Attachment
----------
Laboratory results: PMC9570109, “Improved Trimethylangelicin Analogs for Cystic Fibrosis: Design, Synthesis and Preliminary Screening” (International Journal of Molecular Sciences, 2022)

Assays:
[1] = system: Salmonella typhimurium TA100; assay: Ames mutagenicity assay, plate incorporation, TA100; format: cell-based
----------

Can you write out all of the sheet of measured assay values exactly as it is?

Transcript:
Laboratory results: PMC9570109, “Improved Trimethylangelicin Analogs for Cystic Fibrosis: Design, Synthesis and Preliminary Screening” (International Journal of Molecular Sciences, 2022)

Assays:
[1] = system: Salmonella typhimurium TA100; assay: Ames mutagenicity assay, plate incorporation, TA100; format: cell-based